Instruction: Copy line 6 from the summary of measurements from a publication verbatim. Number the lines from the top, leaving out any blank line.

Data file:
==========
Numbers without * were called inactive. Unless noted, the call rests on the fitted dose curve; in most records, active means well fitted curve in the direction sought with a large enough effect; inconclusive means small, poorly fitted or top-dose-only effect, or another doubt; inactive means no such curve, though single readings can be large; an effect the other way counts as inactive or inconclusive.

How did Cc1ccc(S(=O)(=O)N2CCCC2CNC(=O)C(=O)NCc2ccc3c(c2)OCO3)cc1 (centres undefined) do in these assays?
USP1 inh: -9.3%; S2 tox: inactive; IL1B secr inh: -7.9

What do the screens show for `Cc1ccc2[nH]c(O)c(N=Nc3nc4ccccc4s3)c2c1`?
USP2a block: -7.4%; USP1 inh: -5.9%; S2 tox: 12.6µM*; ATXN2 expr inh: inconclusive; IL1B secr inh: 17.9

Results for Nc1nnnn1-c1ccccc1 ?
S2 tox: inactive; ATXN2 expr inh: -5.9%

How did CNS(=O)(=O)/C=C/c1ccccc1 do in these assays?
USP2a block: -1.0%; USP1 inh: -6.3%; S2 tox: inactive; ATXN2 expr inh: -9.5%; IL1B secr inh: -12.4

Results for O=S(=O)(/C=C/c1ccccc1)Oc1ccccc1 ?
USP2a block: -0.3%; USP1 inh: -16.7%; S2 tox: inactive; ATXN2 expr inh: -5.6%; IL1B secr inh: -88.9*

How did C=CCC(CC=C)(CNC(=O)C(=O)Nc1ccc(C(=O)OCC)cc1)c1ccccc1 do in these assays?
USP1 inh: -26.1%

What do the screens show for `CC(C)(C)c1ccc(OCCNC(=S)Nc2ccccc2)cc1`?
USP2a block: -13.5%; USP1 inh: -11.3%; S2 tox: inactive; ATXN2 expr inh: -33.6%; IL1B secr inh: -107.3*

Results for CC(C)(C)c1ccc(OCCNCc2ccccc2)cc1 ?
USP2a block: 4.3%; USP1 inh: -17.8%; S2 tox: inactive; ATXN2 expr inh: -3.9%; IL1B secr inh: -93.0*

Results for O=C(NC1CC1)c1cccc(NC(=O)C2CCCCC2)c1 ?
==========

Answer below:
Results for Nc1nnnn1-c1ccccc1 ?